For Thanksgiving, it's better to cuddle a turkey than to eat it
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The turkeys have “sharp claws, sharp beaks and funny red growths on the neck. Snuggling up to them is therefore not the first idea that comes to mind when you see one running in the yard of a farm”. highlighted The Washington Post.

Yet this is the experience that the small network of Gentle Barns wants to share [“Fermes bienveillantes”]three animal sanctuaries located in the states of California, Missouri and Tennessee.

Every year, at Thanksgiving, these three farms encourage the general public to come and meet their turkeys, among other animals rescued from the slaughterhouse.

The public at the rendezvous

According to Ellie Laks, who founded the Gentle Barn in Santa Clarita, a suburb of Los Angeles, twenty years ago, the public is fond of these meetings.

She welcomed her first turkey – a female named Printemps – in 2002, and is now at the head of a disparate herd “200 cows, horses, donkeys, pigs, sheep, goats, llamas and a variety of birds ranging from chickens to turkeys”.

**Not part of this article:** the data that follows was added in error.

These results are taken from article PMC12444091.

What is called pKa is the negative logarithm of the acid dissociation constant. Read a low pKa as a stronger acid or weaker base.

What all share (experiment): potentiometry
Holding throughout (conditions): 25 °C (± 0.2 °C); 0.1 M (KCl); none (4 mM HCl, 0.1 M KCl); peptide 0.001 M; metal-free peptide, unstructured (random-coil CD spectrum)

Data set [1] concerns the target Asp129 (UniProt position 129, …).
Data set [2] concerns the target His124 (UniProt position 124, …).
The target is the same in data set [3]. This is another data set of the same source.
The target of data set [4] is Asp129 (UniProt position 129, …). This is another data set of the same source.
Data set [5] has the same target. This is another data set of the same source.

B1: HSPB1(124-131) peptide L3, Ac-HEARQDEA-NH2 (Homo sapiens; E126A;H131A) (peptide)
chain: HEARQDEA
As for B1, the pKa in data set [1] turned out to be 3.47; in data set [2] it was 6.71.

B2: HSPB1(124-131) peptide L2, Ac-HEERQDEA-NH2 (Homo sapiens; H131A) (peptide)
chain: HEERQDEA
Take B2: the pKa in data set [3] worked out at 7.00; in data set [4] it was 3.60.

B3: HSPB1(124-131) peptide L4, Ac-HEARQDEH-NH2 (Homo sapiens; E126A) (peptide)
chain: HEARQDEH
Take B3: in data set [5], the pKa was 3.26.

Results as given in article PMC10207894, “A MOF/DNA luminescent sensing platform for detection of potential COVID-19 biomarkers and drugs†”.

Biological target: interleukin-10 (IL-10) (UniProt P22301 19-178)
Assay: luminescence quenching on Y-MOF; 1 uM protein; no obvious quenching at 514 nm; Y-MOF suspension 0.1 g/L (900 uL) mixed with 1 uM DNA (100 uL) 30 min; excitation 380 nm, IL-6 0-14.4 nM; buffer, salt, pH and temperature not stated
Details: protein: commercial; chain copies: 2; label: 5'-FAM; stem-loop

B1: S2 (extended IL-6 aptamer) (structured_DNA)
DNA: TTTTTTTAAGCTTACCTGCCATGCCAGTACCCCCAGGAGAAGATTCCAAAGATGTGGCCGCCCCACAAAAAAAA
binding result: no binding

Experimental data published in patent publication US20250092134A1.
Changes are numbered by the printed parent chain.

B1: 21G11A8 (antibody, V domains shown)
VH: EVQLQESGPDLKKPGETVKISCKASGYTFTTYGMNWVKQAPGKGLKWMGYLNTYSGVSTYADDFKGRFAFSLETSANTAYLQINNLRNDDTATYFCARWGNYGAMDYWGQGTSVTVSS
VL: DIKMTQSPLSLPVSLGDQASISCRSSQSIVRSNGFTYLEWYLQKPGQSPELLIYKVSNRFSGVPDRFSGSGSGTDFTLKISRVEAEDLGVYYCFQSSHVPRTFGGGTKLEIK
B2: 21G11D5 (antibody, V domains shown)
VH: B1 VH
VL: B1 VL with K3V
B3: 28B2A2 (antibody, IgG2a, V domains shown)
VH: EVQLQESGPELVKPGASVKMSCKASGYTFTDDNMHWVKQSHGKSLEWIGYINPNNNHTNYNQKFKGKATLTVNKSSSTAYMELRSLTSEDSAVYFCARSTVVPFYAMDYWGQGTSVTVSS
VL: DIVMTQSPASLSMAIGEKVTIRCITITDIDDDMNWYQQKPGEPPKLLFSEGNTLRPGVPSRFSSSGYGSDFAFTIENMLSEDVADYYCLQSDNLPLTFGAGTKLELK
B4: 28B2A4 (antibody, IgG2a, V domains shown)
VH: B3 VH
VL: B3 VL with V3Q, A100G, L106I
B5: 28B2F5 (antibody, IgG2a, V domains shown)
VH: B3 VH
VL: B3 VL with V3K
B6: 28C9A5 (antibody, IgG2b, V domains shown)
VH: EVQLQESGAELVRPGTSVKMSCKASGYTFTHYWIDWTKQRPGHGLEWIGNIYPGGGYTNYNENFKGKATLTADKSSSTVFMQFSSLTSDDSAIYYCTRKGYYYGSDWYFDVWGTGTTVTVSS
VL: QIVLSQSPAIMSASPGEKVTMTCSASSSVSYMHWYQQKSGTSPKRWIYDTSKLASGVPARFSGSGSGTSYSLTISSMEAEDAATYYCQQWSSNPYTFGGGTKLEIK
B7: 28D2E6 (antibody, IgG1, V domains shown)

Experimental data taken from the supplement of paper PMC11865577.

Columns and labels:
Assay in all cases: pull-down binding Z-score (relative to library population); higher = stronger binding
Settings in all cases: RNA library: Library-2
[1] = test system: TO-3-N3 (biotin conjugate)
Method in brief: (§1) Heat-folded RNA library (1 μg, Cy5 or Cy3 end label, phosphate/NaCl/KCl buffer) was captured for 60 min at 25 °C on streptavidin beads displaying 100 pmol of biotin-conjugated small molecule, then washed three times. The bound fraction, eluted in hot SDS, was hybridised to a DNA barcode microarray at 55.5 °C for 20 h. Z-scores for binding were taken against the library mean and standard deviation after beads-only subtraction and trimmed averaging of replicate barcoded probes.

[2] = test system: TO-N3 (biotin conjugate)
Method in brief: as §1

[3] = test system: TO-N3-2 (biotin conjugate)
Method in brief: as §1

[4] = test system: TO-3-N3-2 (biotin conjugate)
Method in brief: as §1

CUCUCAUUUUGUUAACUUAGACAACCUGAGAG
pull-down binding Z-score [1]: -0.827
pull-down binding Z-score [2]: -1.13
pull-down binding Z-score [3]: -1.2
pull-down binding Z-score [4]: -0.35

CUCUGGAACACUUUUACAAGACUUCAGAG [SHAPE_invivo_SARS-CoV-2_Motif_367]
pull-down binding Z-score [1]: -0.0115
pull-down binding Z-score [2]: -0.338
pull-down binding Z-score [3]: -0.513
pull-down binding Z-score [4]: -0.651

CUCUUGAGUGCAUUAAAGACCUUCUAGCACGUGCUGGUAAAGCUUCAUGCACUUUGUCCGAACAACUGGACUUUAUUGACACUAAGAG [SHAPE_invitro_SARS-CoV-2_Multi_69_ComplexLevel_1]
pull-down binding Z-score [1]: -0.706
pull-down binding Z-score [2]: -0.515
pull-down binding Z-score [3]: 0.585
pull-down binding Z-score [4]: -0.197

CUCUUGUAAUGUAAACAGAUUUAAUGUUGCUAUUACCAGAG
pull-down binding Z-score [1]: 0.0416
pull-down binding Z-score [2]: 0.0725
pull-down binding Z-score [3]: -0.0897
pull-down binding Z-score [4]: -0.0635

After quickly discovering that turkeys could be affectionate, Ellie Laks thought that other people might enjoy cuddling turkeys like her. So she distributed “a few fliers around town offering locals to come over on Thanksgiving for a slice of cake and a turkey cuddle”.

“I had absolutely no idea if this was going to bring peopleshe remembers, but we had a queue of over a hundred people.”

“Benevolent Thanksgiving”

She therefore decided to make it an annual event which she simply baptized “Benevolent Thanksgiving”, with the idea of “to show people that they are gentle and kind creatures”.

Now, for a donation of $50 to the California farm and $25 to the other two farms in the network, all of which operate as non-profit organizations, visitors can enjoy a guided tour of the premises. , a tasting of cakes and hot cider, and of course a cuddle session with the turkeys, while feeding them cranberries and grapes.

As for the most reluctant visitors, they can always opt for an alternative that has become very popular during the Covid-19 pandemic, “a form of therapy called ‘kiss a cow’”reports the daily.

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